Don Pietro Leone Modernism Part 2

Father Pietro Leone continues on with MODERNISM.


2. Obscurantism

Obscurantism concerns the communication of heresy. Heresy is the obstinate denial, or doubt, of a Catholic dogma. 1.

In the past, heresy was explicit. Examples are Martin Luther’s 95 Theses posted on the cathedral door at Wittenberg. Nowadays, by contrast, in the context of Modernism, the heresy is implicit: it is implied, insinuated, suggested, favoured by obscurantism.

This obscurantism operates in two principal ways: by silence or by equivocation (ambiguity). By silence a given doctrine is no longer taught; by equivocation it is expressed in a way that furthers heresy.

We shall consider each way in turn.

a) Silence

Many doctrines are passed over in silence, i.e. those that are considered “negative”, such as the existence of Hell, Mortal Sin, and sacrilegious Holy Communion.

Let us look at sacrilegious Communion. This doctrine is almost never taught or preached any more. In fact, the passage from Saint Paul that condemns it, which appears in the Old Roman Rite on the Feast of Corpus Christi and on Maundy Thursday, was suppressed in the New Rite.2.

Clearly this silence, as indeed silence on any article of doctrine, is not merely something neutral: the failure to accomplish an act; but something positive: a veritable act, an act of denial. Because if someone is entrusted with a doctrine to preach as a moral principle and does not preach it, the only explanation possible is that he does not deem it necessary for moral conduct, and therefore, for all intents and purposes, he denies it.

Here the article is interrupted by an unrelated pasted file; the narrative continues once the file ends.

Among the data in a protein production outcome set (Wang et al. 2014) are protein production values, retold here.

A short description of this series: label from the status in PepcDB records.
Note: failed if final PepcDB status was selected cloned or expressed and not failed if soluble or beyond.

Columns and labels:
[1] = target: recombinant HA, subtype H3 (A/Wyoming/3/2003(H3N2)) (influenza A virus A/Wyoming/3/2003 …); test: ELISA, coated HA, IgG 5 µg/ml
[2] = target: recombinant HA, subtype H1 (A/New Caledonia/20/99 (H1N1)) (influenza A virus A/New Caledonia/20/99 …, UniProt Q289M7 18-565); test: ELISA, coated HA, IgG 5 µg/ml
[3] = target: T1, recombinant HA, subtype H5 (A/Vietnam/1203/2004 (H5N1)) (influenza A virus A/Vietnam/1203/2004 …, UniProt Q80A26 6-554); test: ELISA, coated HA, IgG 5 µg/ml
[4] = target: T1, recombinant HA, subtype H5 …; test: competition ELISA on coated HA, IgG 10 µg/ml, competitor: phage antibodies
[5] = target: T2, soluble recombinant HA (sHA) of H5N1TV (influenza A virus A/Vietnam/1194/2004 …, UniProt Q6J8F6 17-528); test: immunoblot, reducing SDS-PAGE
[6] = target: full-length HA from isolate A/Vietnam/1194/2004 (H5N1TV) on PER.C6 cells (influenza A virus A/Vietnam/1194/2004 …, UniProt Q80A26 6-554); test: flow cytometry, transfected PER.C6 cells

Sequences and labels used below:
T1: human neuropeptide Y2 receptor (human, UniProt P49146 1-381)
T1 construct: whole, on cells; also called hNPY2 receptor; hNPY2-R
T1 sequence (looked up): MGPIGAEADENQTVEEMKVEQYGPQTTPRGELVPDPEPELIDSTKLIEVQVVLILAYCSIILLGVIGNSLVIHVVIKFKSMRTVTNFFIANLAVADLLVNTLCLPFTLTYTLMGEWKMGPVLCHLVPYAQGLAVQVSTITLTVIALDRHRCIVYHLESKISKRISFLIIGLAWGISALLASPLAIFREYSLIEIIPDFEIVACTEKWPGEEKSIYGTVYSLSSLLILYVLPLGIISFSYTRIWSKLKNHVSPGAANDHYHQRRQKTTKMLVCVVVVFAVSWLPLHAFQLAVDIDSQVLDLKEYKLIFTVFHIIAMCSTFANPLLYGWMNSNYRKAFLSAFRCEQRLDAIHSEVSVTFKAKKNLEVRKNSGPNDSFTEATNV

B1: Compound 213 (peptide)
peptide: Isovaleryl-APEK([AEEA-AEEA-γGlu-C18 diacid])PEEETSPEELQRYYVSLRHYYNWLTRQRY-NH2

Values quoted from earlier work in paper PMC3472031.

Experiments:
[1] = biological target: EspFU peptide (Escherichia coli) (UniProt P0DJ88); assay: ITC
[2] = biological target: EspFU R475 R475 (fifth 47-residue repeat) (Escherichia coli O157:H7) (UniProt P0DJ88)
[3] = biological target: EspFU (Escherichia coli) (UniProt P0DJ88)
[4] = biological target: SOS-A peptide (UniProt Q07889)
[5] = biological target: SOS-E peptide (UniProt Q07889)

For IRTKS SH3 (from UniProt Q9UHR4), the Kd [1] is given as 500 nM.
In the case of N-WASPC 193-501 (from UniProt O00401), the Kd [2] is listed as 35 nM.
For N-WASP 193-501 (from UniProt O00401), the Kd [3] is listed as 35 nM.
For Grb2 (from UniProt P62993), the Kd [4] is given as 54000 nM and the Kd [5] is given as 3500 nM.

If a worker notifies the headmaster of a school that there is a live electric cable in a certain classroom, and cautions him to warn students not to enter for fear of electrocution, but the headmaster omits to warn them, his silence, for all intents and purposes, amounts to a denial of the fact in question.

To the Modernists’s silence on Catholic doctrines, we can apply the declaration of Pope Felix III regarding the Patriarch Acacio in the 6th century: ‘Error cui non resistitur approbatur, et veritas quae minime defensatur, opprimitur: error which is not opposed, is approved, and the truth which is defended only minimally, is oppressed’.

b) Equivocation

The second method of obscuring doctrine is equivocation. Let us put this equivocation in its context.

As for witnessing to the Faith, the Catholic assents to that which a doctrine declares and denies that which it denies: he says yes to yes and no to no, as the Lord Himself teaches us (Mt. 5.37): ‘But let your speech be yea, yea, no, no: and that which is over and above these is of the evil one.’ The heretic of the past, by contrast, says yes to no and no to yes; while the modern heretic, by means of equivocation, says yes and no to yes, and yes and no to no.

As for epistemology, it should be said that if a strength of dogma is its clarity, a strength of Modernism is its confusion. Clarity illuminates the mind to accept the truth, while confusion confounds the mind to accept falsity.

We will proceed to give three examples of equivocation.